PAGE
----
When you are searching for a bird, described as resembling a ‘flying door’ in terms of its sheer size you know you have to be extremely unlucky not to spot it in the sky. But what sky and where to look? So setting off at dawn last Saturday on a near perfect day, MulkearLIFE, in the company of John Murphy and members of the Mulkear Conservation Volunteers, left the Mulkear Catchment to search the skies above Lough Derg on the Shannon.
A Perfect Winter Sunrise, 5th November 2011 (Image: Ruairí Ó Conchúir)
Reports had been noted that two birds had set up residence on Lough Derg with a possible third bird at the upper end of Lough Derg. The white tailed sea eagles on Lough Derg are exceptional predators and are an excellent indicator species on the health of the Lough Derg ecosystem and the Shannon system in general. Essentially, they are a bio monitor of the health of the local environment.
The first indication that we had hit lucky was on a site above Williamstown Quay when the shouts of ‘Sea Eagle Sea Eagle’ came bellowing through the air. John Murphy, to his credit, was on the ball and within minutes we were all viewing one, then two, white tailed sea eagles being mobbed by a massive flock of crows. Moving along the shore scopes were set-up with excellent views of the aerial bombardment. At all times the birds were at a very considerable distance – hence the image quality is very poor.
Black dot – White Tailed Sea Eagle being mobbed (Image: Ruairí Ó Conchúir)
The sheer size of the birds at such a distance was breathtaking. The birds moved on along the shore but continued to be mobbed everywhere they moved by crows and gulls.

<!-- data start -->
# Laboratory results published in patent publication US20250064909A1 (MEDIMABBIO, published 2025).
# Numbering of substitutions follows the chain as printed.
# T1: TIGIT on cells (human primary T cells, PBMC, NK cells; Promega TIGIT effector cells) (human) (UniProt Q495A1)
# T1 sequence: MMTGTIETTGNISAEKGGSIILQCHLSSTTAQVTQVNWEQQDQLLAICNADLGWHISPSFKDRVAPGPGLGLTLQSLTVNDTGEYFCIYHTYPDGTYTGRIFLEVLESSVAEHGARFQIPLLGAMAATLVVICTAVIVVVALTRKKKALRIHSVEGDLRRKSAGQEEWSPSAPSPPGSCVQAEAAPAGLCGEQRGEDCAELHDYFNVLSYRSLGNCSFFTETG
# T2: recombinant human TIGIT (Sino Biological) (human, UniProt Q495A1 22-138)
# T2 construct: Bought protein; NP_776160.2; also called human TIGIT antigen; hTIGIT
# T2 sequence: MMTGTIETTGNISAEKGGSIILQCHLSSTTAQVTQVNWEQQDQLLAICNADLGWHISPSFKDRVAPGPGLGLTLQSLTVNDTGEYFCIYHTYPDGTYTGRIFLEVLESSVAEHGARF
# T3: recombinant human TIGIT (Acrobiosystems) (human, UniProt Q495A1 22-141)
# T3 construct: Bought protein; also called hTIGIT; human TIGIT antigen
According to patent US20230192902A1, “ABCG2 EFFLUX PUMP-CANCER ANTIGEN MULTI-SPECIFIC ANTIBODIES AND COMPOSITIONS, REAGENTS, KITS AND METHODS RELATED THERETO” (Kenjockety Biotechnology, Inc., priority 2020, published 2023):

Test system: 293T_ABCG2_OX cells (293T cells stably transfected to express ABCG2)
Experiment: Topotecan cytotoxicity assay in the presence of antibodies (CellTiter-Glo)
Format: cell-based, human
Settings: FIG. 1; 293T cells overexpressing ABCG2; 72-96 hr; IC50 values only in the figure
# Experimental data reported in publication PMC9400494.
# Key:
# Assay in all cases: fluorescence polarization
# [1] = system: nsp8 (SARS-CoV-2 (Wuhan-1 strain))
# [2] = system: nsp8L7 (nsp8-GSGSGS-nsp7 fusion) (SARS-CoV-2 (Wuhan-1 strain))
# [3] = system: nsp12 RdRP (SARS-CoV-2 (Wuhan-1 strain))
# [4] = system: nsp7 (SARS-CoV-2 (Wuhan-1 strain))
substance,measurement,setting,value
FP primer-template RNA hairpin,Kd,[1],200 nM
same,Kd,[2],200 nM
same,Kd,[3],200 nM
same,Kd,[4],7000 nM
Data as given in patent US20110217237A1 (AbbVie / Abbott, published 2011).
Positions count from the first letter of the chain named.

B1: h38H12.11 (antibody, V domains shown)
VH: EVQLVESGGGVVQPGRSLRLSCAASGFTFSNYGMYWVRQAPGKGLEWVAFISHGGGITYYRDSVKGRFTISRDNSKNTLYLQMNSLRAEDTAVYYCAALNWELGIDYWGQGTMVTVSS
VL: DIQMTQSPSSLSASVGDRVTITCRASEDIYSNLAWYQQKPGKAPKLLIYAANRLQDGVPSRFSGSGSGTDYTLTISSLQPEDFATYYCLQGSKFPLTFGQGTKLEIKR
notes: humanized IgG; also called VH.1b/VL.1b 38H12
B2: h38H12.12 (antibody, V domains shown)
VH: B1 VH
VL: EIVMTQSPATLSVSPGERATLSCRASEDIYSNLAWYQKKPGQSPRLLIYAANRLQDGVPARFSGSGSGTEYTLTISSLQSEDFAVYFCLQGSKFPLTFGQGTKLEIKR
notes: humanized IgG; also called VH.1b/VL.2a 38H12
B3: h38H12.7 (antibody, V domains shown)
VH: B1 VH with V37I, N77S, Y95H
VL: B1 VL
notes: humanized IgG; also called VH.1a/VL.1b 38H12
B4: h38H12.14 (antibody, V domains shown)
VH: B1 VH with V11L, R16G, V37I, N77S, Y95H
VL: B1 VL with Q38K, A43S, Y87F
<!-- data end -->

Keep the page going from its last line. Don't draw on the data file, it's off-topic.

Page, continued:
Another black dot – White Tailed Sea Eagle being mobbed (Image: Ruairí Ó Conchúir)
The Lough Derg birds are part of the White-tailed Sea Eagle Reintroduction Project which started in 2007. It is been managed by the Golden Eagle Trust, in partnership with the NPWS and in collaboration with the Norwegian Institute for Nature Research and the Directorate for Nature Management in Norway who have kindly provided the wild birds. The Project’s aim is to establish a viable population of wild birds based in Killarney National Park but with the hope that they would spread out throughout the country. The White-tailed Eagle was once resident in Ireland but both it and the Golden Eagle disappeared over a hundred years ago following persecution by man. All released birds have been fitted with radio-transmitters or satellite transmitters that allow the birds to be tracked in the wild. Eagles released over the past five years (2007-2011) have already dispersed throughout Ireland and even further. Irish released Sea Eagles have been reported from Northern Ireland and Scotland, including one bid travelling to the Orkney Islands off the north coast of Scotland before returning to Kerry.
White Tailed Sea Eagle catching a fish (Image: Courtesy of Frog Blog)
The reintroducing of sea eagles has been one of the most challenging and exciting conservation projects ever undertaken in Ireland. Immature eagles, including the two (and possibly three) now resident on Lough Derg, disperse over a wide area, as they begin to mature and pair up at 4-5 years old they establish territories along the coast and inland lakes where they are resident throughout their lifetime. As sea eagles take some 5-6 years to mature and breed the first breeding attempts are expected by 2012-2013. Establishing a viable population is dependent on low adult mortality and good local community support.
MulkearLIFE wishes our colleagues in the Golden Eagle Trust every success in the coming years.